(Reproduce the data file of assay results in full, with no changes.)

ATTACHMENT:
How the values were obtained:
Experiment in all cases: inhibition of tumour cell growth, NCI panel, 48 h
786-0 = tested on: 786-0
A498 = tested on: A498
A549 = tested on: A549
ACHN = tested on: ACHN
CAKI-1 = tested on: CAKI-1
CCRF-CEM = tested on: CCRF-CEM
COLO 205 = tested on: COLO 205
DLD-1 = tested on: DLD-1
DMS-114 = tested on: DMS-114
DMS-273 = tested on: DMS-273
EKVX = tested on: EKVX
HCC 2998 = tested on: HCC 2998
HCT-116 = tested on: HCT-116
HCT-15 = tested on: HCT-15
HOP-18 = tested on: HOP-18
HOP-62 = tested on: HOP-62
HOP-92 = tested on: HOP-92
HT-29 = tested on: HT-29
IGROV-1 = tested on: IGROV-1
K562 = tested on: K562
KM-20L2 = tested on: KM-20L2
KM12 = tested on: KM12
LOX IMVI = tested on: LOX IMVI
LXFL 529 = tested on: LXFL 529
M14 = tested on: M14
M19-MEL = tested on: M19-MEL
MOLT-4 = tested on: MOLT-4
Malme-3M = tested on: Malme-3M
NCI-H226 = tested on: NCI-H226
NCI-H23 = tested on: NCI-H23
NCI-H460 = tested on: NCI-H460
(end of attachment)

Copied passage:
How the values were obtained:
Experiment in all cases: inhibition of tumour cell growth, NCI panel, 48 h
786-0 = tested on: 786-0
A498 = tested on: A498
A549 = tested on: A549
ACHN = tested on: ACHN
CAKI-1 = tested on: CAKI-1
CCRF-CEM = tested on: CCRF-CEM
COLO 205 = tested on: COLO 205
DLD-1 = tested on: DLD-1
DMS-114 = tested on: DMS-114
DMS-273 = tested on: DMS-273
EKVX = tested on: EKVX
HCC 2998 = tested on: HCC 2998
HCT-116 = tested on: HCT-116
HCT-15 = tested on: HCT-15
HOP-18 = tested on: HOP-18
HOP-62 = tested on: HOP-62
HOP-92 = tested on: HOP-92
HT-29 = tested on: HT-29
IGROV-1 = tested on: IGROV-1
K562 = tested on: K562
KM-20L2 = tested on: KM-20L2
KM12 = tested on: KM12
LOX IMVI = tested on: LOX IMVI
LXFL 529 = tested on: LXFL 529
M14 = tested on: M14
M19-MEL = tested on: M19-MEL
MOLT-4 = tested on: MOLT-4
Malme-3M = tested on: Malme-3M
NCI-H226 = tested on: NCI-H226
NCI-H23 = tested on: NCI-H23
NCI-H460 = tested on: NCI-H460